8 Figure 5: The micrometer caliper Figure 6: Two micrometer readings illustrated. the micrometer reading. Examples of zero readings are shown in Figure 7. A micrometer caliper should always be closed gently, using the ratchet adjustment if there is one. The screw has a high mechanical advantage and if the drum is forced, the object being measured may be squeezed by several hundredths of a millimeter or the jaws may be bent apart by a similar amount. Never force a micrometer. Always leave the micrometer with the jaws open when you are finished using it.
9 Figure 7: Two micrometer zero readings illustrated.
The Viscosity of Fluids
Experiment #11 The Viscosity of Fluids References: 1. Your first year physics textbook. 2. D. Tabor, Gases, Liquids and Solids: and Other States of Matter (Cambridge Press, 1991). 3. J.R. Van Wazer et
More informationXI / PHYSICS FLUIDS IN MOTION 11/PA
Viscosity It is the property of a liquid due to which it flows in the form of layers and each layer opposes the motion of its adjacent layer. Cause of viscosity Consider two neighboring liquid layers A
More informationThe ratio of inertial to viscous forces is commonly used to scale fluid flow, and is called the Reynolds number, given as:
12.001 LAB 3C: STOKES FLOW DUE: WEDNESDAY, MARCH 9 Lab Overview and Background The viscosity of a fluid describes its resistance to deformation. Water has a very low viscosity; the force of gravity causes
More informationMeasurement of Length, Mass, Volume and Density
Measurement of Length, Mass, Volume and Density Experimental Objective The objective of this experiment is to acquaint you with basic scientific conventions for measuring physical quantities. You will
More informationVISCOSITY OF A LIQUID. To determine the viscosity of a lubricating oil. Time permitting, the temperature variation of viscosity can also be studied.
VISCOSITY OF A LIQUID August 19, 004 OBJECTIVE: EQUIPMENT: To determine the viscosity of a lubricating oil. Time permitting, the temperature variation of viscosity can also be studied. Viscosity apparatus
More informationNotes on Polymer Rheology Outline
1 Why is rheology important? Examples of its importance Summary of important variables Description of the flow equations Flow regimes  laminar vs. turbulent  Reynolds number  definition of viscosity
More informationBasic Principles in Microfluidics
Basic Principles in Microfluidics 1 Newton s Second Law for Fluidics Newton s 2 nd Law (F= ma) : Time rate of change of momentum of a system equal to net force acting on system!f = dp dt Sum of forces
More informationTeil I. Student Laboratory Manuals
Teil I Student Laboratory Manuals 1 IR1 5. Fluid friction in liquids 5.1 Introduction Generally the term fluid is understood to be matter either in the gaseous or liquid state. The physics involved on
More informationCBE 6333, R. Levicky 1 Review of Fluid Mechanics Terminology
CBE 6333, R. Levicky 1 Review of Fluid Mechanics Terminology The Continuum Hypothesis: We will regard macroscopic behavior of fluids as if the fluids are perfectly continuous in structure. In reality,
More informationFLUID DYNAMICS. Intrinsic properties of fluids. Fluids behavior under various conditions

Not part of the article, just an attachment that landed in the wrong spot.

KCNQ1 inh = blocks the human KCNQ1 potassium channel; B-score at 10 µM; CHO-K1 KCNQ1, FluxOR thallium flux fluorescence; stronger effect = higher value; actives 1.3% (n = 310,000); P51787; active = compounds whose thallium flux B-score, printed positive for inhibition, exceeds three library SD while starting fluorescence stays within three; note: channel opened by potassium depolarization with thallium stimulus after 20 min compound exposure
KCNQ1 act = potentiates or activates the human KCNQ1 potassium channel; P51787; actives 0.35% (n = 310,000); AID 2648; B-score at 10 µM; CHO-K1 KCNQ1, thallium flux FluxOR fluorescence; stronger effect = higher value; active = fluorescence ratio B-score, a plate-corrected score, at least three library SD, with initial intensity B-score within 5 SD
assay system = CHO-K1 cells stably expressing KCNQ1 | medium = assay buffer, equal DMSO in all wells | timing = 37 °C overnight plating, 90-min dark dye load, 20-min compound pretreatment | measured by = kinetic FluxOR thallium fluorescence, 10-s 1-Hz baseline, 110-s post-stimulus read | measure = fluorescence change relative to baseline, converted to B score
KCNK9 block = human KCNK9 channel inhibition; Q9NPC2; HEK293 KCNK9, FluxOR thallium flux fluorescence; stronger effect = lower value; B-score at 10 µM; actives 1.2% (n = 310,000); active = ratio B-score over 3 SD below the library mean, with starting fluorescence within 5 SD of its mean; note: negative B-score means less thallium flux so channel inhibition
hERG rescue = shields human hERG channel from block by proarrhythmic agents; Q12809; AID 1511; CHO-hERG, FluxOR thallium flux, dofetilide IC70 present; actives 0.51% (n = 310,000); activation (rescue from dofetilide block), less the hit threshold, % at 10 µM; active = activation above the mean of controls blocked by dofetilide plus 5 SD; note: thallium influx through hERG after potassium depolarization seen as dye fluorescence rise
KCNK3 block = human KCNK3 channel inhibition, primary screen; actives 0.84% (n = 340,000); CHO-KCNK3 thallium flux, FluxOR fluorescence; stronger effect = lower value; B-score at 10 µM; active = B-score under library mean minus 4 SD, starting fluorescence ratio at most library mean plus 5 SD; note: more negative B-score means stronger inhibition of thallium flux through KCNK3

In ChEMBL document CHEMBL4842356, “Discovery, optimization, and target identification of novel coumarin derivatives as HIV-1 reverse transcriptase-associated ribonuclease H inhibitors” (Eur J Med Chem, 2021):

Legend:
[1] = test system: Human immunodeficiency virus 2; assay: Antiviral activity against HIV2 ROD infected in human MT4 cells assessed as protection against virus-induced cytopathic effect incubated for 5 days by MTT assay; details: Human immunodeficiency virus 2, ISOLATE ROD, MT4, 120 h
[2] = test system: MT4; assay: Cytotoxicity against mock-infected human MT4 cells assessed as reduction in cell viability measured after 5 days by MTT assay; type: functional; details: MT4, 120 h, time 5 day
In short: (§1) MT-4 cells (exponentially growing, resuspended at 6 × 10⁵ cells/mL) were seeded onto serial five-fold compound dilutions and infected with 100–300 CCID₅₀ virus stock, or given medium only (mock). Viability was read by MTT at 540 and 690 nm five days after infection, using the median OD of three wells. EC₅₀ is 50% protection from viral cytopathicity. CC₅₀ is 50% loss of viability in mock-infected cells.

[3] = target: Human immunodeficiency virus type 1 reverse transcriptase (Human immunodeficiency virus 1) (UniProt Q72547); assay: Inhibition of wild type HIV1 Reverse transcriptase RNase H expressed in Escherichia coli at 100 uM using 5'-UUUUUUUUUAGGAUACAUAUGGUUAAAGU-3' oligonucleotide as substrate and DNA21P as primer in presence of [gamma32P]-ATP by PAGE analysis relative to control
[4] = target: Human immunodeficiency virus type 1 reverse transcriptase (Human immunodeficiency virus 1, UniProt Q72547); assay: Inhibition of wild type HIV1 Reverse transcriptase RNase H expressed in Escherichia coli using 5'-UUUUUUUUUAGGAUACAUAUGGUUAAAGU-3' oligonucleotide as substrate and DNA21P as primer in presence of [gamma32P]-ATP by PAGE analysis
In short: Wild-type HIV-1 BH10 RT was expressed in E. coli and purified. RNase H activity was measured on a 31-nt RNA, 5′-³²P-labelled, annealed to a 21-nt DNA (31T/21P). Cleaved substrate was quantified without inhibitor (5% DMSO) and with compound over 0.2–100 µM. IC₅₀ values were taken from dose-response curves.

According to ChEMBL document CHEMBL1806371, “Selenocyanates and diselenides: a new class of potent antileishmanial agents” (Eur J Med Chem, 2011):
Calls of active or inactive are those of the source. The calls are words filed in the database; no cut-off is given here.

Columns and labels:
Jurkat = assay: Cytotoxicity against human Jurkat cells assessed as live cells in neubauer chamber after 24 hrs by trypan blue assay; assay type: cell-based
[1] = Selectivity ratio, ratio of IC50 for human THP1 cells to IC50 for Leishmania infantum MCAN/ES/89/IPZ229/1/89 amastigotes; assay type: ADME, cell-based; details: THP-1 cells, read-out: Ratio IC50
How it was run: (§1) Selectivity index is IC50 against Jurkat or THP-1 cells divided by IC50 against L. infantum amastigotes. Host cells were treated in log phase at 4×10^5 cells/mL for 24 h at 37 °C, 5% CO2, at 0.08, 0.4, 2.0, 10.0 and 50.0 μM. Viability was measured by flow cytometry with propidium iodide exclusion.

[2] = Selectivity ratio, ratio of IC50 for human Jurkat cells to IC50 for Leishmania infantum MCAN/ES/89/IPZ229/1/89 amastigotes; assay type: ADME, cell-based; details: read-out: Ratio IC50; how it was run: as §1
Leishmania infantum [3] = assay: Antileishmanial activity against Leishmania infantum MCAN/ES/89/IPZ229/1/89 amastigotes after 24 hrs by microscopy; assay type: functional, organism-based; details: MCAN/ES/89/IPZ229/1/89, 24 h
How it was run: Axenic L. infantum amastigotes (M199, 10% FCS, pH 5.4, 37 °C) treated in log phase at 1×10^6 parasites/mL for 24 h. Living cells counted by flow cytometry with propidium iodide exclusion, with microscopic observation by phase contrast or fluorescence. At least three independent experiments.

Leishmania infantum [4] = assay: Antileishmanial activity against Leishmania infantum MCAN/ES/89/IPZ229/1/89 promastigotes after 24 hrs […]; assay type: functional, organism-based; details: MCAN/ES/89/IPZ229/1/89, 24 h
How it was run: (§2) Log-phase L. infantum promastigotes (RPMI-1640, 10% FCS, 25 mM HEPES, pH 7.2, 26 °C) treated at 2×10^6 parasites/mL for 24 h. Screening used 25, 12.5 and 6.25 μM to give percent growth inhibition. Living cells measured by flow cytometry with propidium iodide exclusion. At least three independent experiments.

FLUID DYNAMICS Intrinsic properties of fluids Fluids behavior under various conditions Methods by which we can manipulate and utilize the fluids to produce desired results TYPES OF FLUID FLOW Laminar or
More information1. Fluids Mechanics and Fluid Properties. 1.1 Objectives of this section. 1.2 Fluids
1. Fluids Mechanics and Fluid Properties What is fluid mechanics? As its name suggests it is the branch of applied mechanics concerned with the statics and dynamics of fluids  both liquids and gases.
More informationFluid Mechanics Prof. T. I. Eldho Department of Civil Engineering Indian Institute of Technology, Bombay. Lecture No. # 36 Pipe Flow Systems
Fluid Mechanics Prof. T. I. Eldho Department of Civil Engineering Indian Institute of Technology, Bombay Lecture No. # 36 Pipe Flow Systems Welcome back to the video course on Fluid Mechanics. In today
More informationNatural Convection. Buoyancy force
Natural Convection In natural convection, the fluid motion occurs by natural means such as buoyancy. Since the fluid velocity associated with natural convection is relatively low, the heat transfer coefficient
More informationFluid Mechanics: Static s Kinematics Dynamics Fluid
Fluid Mechanics: Fluid mechanics may be defined as that branch of engineering science that deals with the behavior of fluid under the condition of rest and motion Fluid mechanics may be divided into three
More informationSIZE OF A MOLECULE FROM A VISCOSITY MEASUREMENT
Experiment 8, page 1 Version of April 25, 216 Experiment 446.8 SIZE OF A MOLECULE FROM A VISCOSITY MEASUREMENT Theory Viscous Flow. Fluids attempt to minimize flow gradients by exerting a frictional force,
More informationViscosity. Desmond Schipper Andrew R. Barron. 1 Introduction
OpenStaxCNX module: m50215 1 Viscosity Desmond Schipper Andrew R. Barron This work is produced by OpenStaxCNX and licensed under the Creative Commons Attribution License 4.0 Abstract This module discusses
More informationVISUAL PHYSICS School of Physics University of Sydney Australia. Why do cars need different oils in hot and cold countries?
VISUAL PHYSICS School of Physics University of Sydney Australia FLUID FLOW VISCOSITY POISEUILLE'S LAW? Why do cars need different oils in hot and cold countries? Why does the engine runs more freely as
More informationDimensional Analysis
Dimensional Analysis An Important Example from Fluid Mechanics: Viscous Shear Forces V d t / / / / / / / / / / / / / / / / / / / / / / / / / / / / / / / / / Ƭ = F/A = μ V/d More generally, the viscous